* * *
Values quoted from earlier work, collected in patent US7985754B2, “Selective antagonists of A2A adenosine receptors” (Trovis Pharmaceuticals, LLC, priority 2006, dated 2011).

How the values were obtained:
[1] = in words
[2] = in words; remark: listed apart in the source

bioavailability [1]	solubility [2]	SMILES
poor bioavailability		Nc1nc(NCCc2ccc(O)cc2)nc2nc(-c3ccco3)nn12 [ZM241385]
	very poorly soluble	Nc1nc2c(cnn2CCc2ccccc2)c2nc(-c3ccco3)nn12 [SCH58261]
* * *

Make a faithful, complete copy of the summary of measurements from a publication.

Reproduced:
Values quoted from earlier work, collected in patent US7985754B2, “Selective antagonists of A2A adenosine receptors” (Trovis Pharmaceuticals, LLC, priority 2006, dated 2011).

How the values were obtained:
[1] = in words
[2] = in words; remark: listed apart in the source

bioavailability [1]	solubility [2]	SMILES
poor bioavailability		Nc1nc(NCCc2ccc(O)cc2)nc2nc(-c3ccco3)nn12 [ZM241385]
	very poorly soluble	Nc1nc2c(cnn2CCc2ccccc2)c2nc(-c3ccco3)nn12 [SCH58261]